An orange daisy turned its face to me; large green eyes gazed upon me. I almost expected it to speak. It stretched out its arms to me silently asking for an embrace. I nervously complied. It felt warm and loving, like the hugs my mother used to give me. The hug made me long for my mother, not the distant and cold woman she became, but the caring, loving woman she once was when I was a little girl. A pang of sadness swelled in my heart. A wet drop hit my face from above. When I looked up, the orange daisy was crying. I too began to cry, sobbing with such ferocity that salty tears rolled into my mouth. I lifted myself on my tiptoes and gave orange daisy a kiss on the cheek. Its tears tasted sweet. When I let go and backed away, I noticed the other daisies wiping their eyes. A violet flower blew me a kiss.

The air became thicker and warmer as I walked. I could feel my heart accelerating, but the slow movements my body was making gave no release to my adrenaline. I began to run, and although my legs didn’t push me forward as fast as I would have liked, I moved steadily, my pace almost that of a slow walk. I looked around as I went, trying to see everything.

Water babbled in the distance.

“Come this way,” called a whisper.

Startled, I stopped and searched my surroundings for the voice.

“Come, Lenora. Come this way.”

A yellow flag with black stripes ruffled in the distance. Wings! A butterfly big enough to ride waited for me in the distance. With my eyes open wide, I followed as commanded. And as I did, the very large butterfly’s antennae pointed me to a walkway.

“Hurry Lenora,” it called to me.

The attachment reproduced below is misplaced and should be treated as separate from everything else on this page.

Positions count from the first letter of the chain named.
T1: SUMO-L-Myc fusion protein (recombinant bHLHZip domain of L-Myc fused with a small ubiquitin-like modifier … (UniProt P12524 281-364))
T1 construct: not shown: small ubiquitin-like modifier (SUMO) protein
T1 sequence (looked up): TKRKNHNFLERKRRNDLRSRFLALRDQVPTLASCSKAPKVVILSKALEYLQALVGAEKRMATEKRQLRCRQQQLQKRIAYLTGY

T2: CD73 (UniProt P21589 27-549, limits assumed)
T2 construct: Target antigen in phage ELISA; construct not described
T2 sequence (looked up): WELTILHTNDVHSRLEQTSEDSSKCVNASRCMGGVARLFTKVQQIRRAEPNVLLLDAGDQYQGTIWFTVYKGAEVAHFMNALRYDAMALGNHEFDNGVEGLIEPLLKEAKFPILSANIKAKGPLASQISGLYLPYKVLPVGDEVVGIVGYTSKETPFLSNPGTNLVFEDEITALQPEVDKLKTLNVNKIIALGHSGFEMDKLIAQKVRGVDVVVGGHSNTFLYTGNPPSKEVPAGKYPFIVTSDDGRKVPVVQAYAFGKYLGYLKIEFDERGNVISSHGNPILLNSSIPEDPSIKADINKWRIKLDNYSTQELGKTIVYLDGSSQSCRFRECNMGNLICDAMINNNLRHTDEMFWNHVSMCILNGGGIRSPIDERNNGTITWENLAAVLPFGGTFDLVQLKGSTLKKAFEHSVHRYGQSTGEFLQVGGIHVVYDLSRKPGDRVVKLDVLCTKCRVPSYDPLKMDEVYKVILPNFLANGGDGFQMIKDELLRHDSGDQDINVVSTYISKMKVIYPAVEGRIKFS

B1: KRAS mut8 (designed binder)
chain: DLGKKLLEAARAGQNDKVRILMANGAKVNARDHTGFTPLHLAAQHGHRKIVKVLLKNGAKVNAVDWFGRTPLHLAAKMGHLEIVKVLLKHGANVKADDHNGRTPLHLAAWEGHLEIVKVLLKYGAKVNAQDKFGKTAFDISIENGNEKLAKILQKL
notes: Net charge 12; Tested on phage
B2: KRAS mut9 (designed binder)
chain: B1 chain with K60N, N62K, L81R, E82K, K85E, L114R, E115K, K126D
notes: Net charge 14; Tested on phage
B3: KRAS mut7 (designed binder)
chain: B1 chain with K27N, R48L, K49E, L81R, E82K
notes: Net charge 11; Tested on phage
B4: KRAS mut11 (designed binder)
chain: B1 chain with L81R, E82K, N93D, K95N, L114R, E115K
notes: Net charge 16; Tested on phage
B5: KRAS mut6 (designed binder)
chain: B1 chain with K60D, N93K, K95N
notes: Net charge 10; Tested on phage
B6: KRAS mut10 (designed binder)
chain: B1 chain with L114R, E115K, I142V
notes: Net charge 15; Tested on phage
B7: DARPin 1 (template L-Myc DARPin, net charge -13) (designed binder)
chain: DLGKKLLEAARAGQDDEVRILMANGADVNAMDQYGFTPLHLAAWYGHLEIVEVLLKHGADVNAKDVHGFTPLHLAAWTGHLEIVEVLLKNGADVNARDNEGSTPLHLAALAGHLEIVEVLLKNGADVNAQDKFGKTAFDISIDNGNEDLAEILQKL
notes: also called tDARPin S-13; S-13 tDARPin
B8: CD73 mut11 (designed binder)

I tried to push myself, but I could not go faster.

Suddenly, the ground began to tremble. The thick air helped hold my balance.  The butterfly flew away. The flowers stilled and the ferns stopped laughing.

“Waaaiiit,” I heard myself say, my voice sounding lethargic and muffled.

I stood at the entrance of a pathway heavily veiled by vines, paralyzed by fear, my breathing wanting to accelerate. The thick air made me cough. I gasped, and as I did, the fattest, most adorable baby toddled by. He made no sound and for the first time since I walked through the archway, the garden was quiet, still. His cherubic face brightened in a smile.  I wanted to pinch his round cheeks and snuggle him. Looking at him made me yearn for a child of my own, lamenting what my body couldn’t do.

I was lost in the baby’s deep brown eyes when the screaming started. The ferns shrieked, shaking themselves violently. The sky darkened to purple. The grass turned black. The tulips went limp, the lilies shriveled, the daisies covered their faces. I gasped as the air thickened. The scent of honeysuckle and jasmine was replaced with the sickening odor of carrion. The sun turned red making the temperature rise. As thunder clapped in the distance, the clouds turned pink, and burst, raining deep red blood. Everything was turning red.

The daisies uncovered their faces one by one. They were angry, completely wicked looking. All of their eyes were focused on me. With a whooshing sound, fire erupted behind me. The flames licked my back.  Screaming, I turned to find the ground opening. I teetered on the edge. The baby turned to me, laughing. His face no longer that of an angel, it was impish.

“It’s time to go, Lenora!”

He ran toward me, thrust his arms out and pushed me.

I was falling. No not falling, plummeting.

Then, I was burning.


AUTHOR BIO: Katanie Duarte is a short story writer and poet. She currently lives just outside of Los Angeles, California with her husband and three children. Her obsession with literature and the macabre serve as inspiration for the worlds and characters she creates. Her short story “Him” appears in Paranormal Horror- An Anthology.